“In the last ten years, we have seen all this happen. ADHD was often comorbid. Occasionally there was an attention deficit disorder with anxiety disorder or ADHD. It was not known before. “Now we can recognize them,” said the retired teacher, who taught in the first grade, kindergarten and preschool.
To explain the situation, Ms. Malenfant compares AD / HD to visual impairment. “We all have needs. Some need eyeglasses, others need brain glasses. This is how Raymond Malenfant, now a retired teacher, explained to young children the necessary medication for attention deficit hyperactivity disorder (ADD / HD).
“If the child needs the glasses and his parent forgets them one morning, the little one is disabled all day,” the teacher added. If the child needs medication and the parent forgets about it in the morning, the child is disabled all day. “
The teacher’s role is to fill out medical questionnaires, but obviously does not make a diagnosis. “Doctors will look at it all and see if the child has ADHD or not. “
“The teacher can tell the parent that there are manifestations of attention deficit hyperactivity disorder, we can suggest to the parent to go for a consultation,” explains former school principal Nicole Clermont. Here in CSR [devenu le CSSRS], we had an agreement with the doctors for the teacher to fill in a form with his excitements. The parent fills in one. It must be documented. Usually, the doctor does not prescribe medication before consulting the school community. “
Without being a proponent of drugs, Raymond Malenfant notes “that a child who seeks drugs and who is not there is day and night.”
“When they are in preschool, it is difficult to diagnose a child,” said the former teacher. [Les médecins] will wait a little, often, because it goes with maturity. There is a lot of emotional immaturity. After that, they arrive at school, we will think they are on the moon, but they will be worried. They no longer know if it is dad, mom or dad’s girlfriend who will come and pick him up, for example. They have stresses that they should not have. “
And it is now much easier for parents to accept their child’s difference. “If we go back 10 years, it was difficult to talk about it with our parents. I have seen resilient parents. And that’s okay, it’s theirs. I told them that their child had these signs. They were eventually diagnosed later. “They were not ready at the time.”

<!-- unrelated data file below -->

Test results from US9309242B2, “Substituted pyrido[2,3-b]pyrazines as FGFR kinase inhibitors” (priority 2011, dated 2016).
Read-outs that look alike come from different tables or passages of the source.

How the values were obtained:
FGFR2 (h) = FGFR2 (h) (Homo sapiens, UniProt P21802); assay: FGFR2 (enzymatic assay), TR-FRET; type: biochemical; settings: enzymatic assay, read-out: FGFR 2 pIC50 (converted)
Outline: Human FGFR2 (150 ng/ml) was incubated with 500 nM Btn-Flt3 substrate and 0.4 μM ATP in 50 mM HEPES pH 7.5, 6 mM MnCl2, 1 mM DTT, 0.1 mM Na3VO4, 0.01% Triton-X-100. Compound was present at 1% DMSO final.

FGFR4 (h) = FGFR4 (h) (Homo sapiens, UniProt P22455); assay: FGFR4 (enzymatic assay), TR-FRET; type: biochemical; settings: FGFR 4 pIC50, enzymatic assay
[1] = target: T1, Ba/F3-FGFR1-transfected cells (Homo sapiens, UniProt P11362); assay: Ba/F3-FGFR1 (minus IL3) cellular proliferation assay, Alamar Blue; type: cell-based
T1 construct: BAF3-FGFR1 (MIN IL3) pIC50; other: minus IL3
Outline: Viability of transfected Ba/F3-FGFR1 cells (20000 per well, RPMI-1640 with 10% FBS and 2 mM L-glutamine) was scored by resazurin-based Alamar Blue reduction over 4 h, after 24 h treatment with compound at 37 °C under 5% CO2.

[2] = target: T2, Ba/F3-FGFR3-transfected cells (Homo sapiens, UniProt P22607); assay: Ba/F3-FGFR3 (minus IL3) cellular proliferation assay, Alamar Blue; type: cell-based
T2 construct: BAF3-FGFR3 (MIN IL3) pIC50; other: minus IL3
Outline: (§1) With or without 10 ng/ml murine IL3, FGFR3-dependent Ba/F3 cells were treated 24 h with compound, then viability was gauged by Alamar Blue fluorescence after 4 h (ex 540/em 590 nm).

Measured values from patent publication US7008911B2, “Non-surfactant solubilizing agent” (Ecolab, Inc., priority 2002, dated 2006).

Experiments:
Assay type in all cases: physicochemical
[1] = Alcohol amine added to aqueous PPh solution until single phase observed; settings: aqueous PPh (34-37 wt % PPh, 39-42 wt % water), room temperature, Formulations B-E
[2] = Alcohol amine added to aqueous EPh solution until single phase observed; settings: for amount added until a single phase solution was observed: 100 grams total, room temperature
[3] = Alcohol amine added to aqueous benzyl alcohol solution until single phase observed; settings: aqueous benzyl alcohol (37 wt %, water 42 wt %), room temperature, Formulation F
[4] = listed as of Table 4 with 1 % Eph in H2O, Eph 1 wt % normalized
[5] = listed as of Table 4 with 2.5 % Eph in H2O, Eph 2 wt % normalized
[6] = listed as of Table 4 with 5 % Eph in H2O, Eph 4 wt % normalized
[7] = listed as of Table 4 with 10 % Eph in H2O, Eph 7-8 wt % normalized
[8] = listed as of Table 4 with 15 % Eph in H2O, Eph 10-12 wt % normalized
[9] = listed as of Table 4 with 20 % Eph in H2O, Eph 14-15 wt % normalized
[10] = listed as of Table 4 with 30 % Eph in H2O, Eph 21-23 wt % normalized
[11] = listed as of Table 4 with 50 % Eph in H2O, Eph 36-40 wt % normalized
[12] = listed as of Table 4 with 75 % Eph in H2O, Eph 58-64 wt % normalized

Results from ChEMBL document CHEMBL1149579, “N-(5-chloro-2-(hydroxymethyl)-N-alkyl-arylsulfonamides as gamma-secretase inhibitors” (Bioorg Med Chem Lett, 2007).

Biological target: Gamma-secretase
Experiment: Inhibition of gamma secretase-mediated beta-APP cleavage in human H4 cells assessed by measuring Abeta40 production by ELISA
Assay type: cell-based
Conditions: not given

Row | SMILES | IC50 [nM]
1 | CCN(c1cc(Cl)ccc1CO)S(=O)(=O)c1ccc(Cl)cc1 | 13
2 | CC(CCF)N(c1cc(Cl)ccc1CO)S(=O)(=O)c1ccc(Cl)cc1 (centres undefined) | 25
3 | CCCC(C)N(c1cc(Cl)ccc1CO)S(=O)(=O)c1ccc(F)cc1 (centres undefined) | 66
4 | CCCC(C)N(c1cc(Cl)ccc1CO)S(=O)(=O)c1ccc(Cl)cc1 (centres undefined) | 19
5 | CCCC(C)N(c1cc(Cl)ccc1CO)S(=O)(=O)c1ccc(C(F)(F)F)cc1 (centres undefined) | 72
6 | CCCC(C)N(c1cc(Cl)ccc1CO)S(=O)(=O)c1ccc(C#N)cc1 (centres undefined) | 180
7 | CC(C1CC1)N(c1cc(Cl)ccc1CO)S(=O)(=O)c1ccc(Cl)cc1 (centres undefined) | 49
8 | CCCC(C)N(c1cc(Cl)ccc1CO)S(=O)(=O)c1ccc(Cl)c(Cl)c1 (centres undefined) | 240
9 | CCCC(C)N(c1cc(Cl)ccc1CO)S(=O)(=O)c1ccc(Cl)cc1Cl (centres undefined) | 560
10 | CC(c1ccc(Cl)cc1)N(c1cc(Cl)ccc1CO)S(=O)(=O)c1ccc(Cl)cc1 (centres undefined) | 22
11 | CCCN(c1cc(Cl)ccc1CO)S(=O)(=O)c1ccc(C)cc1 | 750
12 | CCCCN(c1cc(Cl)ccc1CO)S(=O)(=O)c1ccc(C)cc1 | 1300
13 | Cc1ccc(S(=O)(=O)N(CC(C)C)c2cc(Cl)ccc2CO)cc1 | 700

“But there was so much openness, we talked about it so much, the parents are better equipped. “It is not pejorative to be an AD / HD,” she continues, adding that family contexts have also changed a lot in recent years.
However, teachers sometimes have to deal with the side effects of these drugs. “There are children who stop eating, others fall purely amorphous. Teachers have to deal with the fact that there are often several young people with AD / HD in the classroom. There are children with other problems: dyslexic, dysphasic, dysortortography and dyscalculia. “He tried a lot of adaptation, it does not work for all students,” said Ms Clermont, adding that several molecules had been developed over the years.
Sherbrooke Zone Vice President for the Esther Teachers’ Union David Raymond has a message of hope for young people with AD / HD. “Students with attention deficits often do very well in society. They have an incredible ability to perform multiple tasks and work long hours. The transition to school, indeed, is sometimes difficult. “Our regular classes full of students with specific disabilities do not always allow us to meet their needs,” he said, noting that CSSRS works with partners such as TDAH Estrie in the context of training.